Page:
At the beginning of this year, I took my wife to France for our 20th anniversary. I love Scotland. She loves France. We’ve been to Scotland a lot, so I figured I owed her. That’s why I took her to France.
Paris was great. Loved it. But I really wanted to go to Normandy and see the beaches where the soldiers of America, Britain and Canada came ashore in 1944. I was surprisingly unprepared for the emotional wave that enveloped me.
My dad was an American GI, my mother was an English girl. They hooked up early in 1944 in England and managed to marry just before he was shipped out to France as part of the Allied Expeditionary Force in 1944. He was a member of that great US Army awaiting orders to invade France and begin the march to Germany. He didn’t land on D-Day. My Dad was a supply sergeant who came ashore three weeks after the infantry made their landings on the beaches of Normandy. I always knew that my dad was not infantry, and was not a war hero. He was a supply guy, who later became a prison guard, forced into that job because of all the German soldiers who surrendered in such large numbers as they sought a way out of the war. But still, he landed on the beaches of Normandy, and I had a chance to go there and see where he and the real heroes of World War II made history.
January is winter in France. Cold, misty and wet. It was just that kind of day when we went to the Normandy American Cemetery and Memorial. I thought we might have a walk through the Cemetery, read some of the grave stones, tip our hats, and then go drink some nice red wine. What I wasn’t prepared for was the Memorial. It is magnificent in its simplicity. As we walked through the Memorial, I was overcome with the stories of the men who saved the world in 1944. They were so young. They mixed fear with the excitement of what they were about to do. It was powerful to read the words of General Eisenhower as he met one last time with his troops before the invasion. We spent three hours in there, and I thought we’d been gone for about 30 minutes. The films and the stories of the men who were the heroes are quite simply, stunning. They say when you die young you are forever frozen in time at that age. Certainly this is true as you learn about the lives of the men who landed on Omaha Beach on D-Day. It was quite an emotional experience. Then we walked out of the memorial onto the grounds of the cemetery. Nine thousand Americans are buried here. Reading the gravestones is like reading a phone book of America. What a collection of men and boys died to liberate France and the world from the darkest forces imaginable.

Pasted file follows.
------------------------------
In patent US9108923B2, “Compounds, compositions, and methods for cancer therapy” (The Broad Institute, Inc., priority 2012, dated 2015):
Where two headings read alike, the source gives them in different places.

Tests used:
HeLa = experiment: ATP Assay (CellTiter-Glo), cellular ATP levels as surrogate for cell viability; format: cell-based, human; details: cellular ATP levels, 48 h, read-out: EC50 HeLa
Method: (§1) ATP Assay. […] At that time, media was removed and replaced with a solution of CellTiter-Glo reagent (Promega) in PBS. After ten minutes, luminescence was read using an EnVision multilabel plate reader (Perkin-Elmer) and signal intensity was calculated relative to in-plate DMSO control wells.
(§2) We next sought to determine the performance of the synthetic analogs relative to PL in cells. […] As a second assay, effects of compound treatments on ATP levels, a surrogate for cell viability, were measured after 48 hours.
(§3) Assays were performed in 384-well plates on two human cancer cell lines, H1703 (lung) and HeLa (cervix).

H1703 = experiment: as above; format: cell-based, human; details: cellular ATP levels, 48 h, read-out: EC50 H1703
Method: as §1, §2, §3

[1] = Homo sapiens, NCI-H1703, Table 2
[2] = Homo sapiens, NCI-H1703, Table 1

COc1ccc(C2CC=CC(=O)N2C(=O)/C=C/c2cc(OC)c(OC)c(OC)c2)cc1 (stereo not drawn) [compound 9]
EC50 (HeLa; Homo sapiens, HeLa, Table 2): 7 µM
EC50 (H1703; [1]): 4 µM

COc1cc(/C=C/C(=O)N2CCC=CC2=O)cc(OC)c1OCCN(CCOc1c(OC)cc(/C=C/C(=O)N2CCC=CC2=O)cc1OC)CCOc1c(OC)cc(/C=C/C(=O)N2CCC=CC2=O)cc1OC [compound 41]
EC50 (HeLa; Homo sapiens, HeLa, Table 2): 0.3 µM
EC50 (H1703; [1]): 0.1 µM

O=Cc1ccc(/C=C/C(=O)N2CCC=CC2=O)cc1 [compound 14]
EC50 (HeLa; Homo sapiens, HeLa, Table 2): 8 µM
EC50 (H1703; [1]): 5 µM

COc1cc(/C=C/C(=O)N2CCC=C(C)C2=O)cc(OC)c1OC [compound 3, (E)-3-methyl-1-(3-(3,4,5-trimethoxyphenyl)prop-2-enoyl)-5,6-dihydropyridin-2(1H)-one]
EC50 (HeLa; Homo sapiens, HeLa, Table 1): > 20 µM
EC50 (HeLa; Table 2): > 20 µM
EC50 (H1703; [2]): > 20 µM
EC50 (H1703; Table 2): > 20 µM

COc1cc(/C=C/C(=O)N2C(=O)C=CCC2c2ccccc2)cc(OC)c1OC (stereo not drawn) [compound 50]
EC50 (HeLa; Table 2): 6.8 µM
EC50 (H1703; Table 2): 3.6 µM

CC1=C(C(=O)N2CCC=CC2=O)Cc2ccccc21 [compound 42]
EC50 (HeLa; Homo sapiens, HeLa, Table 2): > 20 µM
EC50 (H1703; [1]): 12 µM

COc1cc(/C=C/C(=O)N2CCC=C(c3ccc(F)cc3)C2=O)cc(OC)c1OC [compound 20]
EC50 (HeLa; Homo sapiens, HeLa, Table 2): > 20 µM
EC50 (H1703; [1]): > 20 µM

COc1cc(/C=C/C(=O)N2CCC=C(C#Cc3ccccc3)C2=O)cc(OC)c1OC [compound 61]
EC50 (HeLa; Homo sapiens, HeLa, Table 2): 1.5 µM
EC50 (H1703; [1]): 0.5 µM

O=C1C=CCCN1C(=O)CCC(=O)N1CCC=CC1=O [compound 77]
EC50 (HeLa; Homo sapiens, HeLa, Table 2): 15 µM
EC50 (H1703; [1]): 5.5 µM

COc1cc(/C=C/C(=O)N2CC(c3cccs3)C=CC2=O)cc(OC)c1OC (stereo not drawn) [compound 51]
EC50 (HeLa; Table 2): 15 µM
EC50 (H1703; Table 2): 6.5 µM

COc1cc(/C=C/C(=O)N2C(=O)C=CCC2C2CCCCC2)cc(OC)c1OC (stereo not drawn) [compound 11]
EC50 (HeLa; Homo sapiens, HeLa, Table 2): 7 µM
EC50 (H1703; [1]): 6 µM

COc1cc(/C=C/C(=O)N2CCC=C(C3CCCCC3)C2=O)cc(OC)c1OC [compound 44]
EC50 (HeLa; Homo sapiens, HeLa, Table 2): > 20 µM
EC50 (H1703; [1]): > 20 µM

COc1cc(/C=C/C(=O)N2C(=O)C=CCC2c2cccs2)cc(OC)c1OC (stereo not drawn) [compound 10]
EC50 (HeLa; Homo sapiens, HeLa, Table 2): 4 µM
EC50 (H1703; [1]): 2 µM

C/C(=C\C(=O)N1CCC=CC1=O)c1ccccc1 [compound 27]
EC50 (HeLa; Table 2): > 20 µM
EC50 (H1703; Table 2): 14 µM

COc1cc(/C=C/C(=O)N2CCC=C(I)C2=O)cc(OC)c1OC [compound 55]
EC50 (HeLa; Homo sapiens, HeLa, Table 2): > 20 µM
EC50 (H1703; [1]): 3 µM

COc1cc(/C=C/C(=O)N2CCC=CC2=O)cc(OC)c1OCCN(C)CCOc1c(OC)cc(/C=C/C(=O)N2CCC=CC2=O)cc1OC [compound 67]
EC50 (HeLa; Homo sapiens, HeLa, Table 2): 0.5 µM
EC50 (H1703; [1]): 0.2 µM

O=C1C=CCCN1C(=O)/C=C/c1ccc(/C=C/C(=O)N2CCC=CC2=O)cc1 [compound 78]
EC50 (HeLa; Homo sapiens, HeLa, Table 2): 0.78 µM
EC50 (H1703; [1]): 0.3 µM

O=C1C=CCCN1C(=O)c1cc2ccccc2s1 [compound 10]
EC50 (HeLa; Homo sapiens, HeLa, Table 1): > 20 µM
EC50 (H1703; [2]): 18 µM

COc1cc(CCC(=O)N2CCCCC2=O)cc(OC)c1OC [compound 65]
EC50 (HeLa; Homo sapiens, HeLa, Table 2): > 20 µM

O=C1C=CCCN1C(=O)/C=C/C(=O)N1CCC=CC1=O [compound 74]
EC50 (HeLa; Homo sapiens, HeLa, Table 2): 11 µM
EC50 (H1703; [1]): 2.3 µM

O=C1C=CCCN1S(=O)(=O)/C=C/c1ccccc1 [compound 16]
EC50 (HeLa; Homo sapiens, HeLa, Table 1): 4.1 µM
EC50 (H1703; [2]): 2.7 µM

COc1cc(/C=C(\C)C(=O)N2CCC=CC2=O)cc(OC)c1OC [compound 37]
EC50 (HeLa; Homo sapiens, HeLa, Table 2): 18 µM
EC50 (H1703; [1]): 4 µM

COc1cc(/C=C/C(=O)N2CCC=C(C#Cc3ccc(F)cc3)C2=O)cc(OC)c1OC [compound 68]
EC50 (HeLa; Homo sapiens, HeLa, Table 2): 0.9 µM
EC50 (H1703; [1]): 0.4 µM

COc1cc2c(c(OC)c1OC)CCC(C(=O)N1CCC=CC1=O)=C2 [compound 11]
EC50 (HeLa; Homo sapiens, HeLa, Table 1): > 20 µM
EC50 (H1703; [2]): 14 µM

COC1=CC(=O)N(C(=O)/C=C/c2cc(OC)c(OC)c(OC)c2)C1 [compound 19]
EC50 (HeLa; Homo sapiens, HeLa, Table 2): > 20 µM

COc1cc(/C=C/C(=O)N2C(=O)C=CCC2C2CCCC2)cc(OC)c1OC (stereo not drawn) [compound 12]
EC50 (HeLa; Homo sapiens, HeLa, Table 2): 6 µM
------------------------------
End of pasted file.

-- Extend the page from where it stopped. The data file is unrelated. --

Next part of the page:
After we read several headstones, I wanted to walk down to the beach. It’s an easy walk down, and all the while you are walking down you are imagining what the American soldiers are thinking as they are trying to climb up under intense enemy fire. Omaha Beach is a small, but nice beach. It’s a deep sandy beach at low tide, bookended by steep hills at each end. You can imagine the French people coming here in the summer, just as I used to go to beaches for sun and fun. But your mind flashes back to those opening scenes in Saving Private Ryan, and you are walking just by the water thinking of that generation of young American soldiers trying to hit this beach and fight their way up. I picked up a small rock, washed ashore from the English Channel. Silly, but I somehow felt it connected me to those men and my Dad.
One of the great failures of American foreign policy is that cigar smokers cannot buy Cuban cigars. Well in France you can. So I bought one and I saved it for this moment. I climbed back up the beach and I sat on the edge of a monument overlooking a concrete German pillbox, which no doubt was home to a machine gun that killed a lot of Americans landing on that beach. I smoked that cigar, and I thought about what happened here. They say as men get older they become more emotional. If you doubt that, go to Omaha Beach.